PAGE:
Issuing ESG bonds separately from traditional JGBs could make the process of borrowing money less efficient, said Masato Kanda, head of the finance ministry.
Japan’s new Deputy Finance Minister for International Affairs Masato Kanda has indicated that Japan is unlikely to issue ESG sovereign bonds in the near future.
According to Bloomberg, Kanda said that a larger bond market that takes ESG issues into account is good, but he listed a number of hurdles that could make the Japanese government reluctant to issue such bonds.
“There has to be careful consideration so that we don’t rush ESG bonds just for the fun of it,” he said.
Japan has pledged to become net carbon neutral by 2050, but its borrowing practices differ from those of France, Germany, Italy and the UK, where public pressure has helped push governments to issue ESG sovereign bonds. Canada, Denmark and Saudi Arabia are also preparing to launch the first such issues.
Japan has taken steps to make its finances more environmentally friendly, including supporting the financing of moratoria on new coal projects and integrating ESG considerations into its foreign exchange reserves. However, Kanda said the finance ministry would not rush to issue ESG bonds because it fears they will burden future generations with more debt if there is no clear path to paying them back. .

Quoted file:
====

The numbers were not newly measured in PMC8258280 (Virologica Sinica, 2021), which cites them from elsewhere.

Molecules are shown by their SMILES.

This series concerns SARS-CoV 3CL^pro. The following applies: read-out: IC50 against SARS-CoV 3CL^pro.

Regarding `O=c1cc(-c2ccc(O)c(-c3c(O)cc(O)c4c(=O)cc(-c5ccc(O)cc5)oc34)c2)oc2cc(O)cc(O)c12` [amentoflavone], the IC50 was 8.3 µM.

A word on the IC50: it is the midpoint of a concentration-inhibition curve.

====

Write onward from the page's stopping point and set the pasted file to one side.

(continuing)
He also noted that Japan’s financing activities may also come under international pressure as a result of decisions made in the EU and elsewhere on what types of projects qualify as ESGs, and that the issuance of ESG bonds separately from JGBs (Japanese government bonds) conventional could make the process of borrowing money less efficient.
A finance ministry report earlier this year pointed out that lower liquidity in ESG bonds could lead to higher funding costs for Japan.